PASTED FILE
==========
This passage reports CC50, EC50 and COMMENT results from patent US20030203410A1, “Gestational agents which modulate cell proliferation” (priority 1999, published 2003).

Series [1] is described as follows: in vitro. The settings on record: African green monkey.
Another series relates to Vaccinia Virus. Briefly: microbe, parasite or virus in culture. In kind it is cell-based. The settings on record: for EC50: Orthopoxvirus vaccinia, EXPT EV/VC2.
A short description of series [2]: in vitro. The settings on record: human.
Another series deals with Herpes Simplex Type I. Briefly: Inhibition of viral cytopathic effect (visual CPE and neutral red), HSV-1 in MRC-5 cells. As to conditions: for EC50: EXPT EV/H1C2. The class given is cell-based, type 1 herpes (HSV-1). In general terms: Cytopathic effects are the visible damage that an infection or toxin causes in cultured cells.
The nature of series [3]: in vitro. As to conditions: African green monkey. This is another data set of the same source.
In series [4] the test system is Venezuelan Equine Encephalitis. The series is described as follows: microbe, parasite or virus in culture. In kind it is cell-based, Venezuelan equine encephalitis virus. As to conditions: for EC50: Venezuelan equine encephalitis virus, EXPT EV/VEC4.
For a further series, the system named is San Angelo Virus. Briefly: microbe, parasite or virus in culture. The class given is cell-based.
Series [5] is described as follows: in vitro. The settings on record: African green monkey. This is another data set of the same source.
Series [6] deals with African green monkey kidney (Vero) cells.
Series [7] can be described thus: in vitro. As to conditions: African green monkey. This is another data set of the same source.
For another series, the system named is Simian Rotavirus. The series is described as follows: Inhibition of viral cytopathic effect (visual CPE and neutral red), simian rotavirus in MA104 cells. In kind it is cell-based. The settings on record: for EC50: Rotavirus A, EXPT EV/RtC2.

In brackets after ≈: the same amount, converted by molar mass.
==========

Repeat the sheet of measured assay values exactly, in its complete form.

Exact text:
This passage reports CC50, EC50 and COMMENT results from patent US20030203410A1, “Gestational agents which modulate cell proliferation” (priority 1999, published 2003).

Series [1] is described as follows: in vitro. The settings on record: African green monkey.
Another series relates to Vaccinia Virus. Briefly: microbe, parasite or virus in culture. In kind it is cell-based. The settings on record: for EC50: Orthopoxvirus vaccinia, EXPT EV/VC2.
A short description of series [2]: in vitro. The settings on record: human.
Another series deals with Herpes Simplex Type I. Briefly: Inhibition of viral cytopathic effect (visual CPE and neutral red), HSV-1 in MRC-5 cells. As to conditions: for EC50: EXPT EV/H1C2. The class given is cell-based, type 1 herpes (HSV-1). In general terms: Cytopathic effects are the visible damage that an infection or toxin causes in cultured cells.
The nature of series [3]: in vitro. As to conditions: African green monkey. This is another data set of the same source.
In series [4] the test system is Venezuelan Equine Encephalitis. The series is described as follows: microbe, parasite or virus in culture. In kind it is cell-based, Venezuelan equine encephalitis virus. As to conditions: for EC50: Venezuelan equine encephalitis virus, EXPT EV/VEC4.
For a further series, the system named is San Angelo Virus. Briefly: microbe, parasite or virus in culture. The class given is cell-based.
Series [5] is described as follows: in vitro. The settings on record: African green monkey. This is another data set of the same source.
Series [6] deals with African green monkey kidney (Vero) cells.
Series [7] can be described thus: in vitro. As to conditions: African green monkey. This is another data set of the same source.
For another series, the system named is Simian Rotavirus. The series is described as follows: Inhibition of viral cytopathic effect (visual CPE and neutral red), simian rotavirus in MA104 cells. In kind it is cell-based. The settings on record: for EC50: Rotavirus A, EXPT EV/RtC2.

In brackets after ≈: the same amount, converted by molar mass.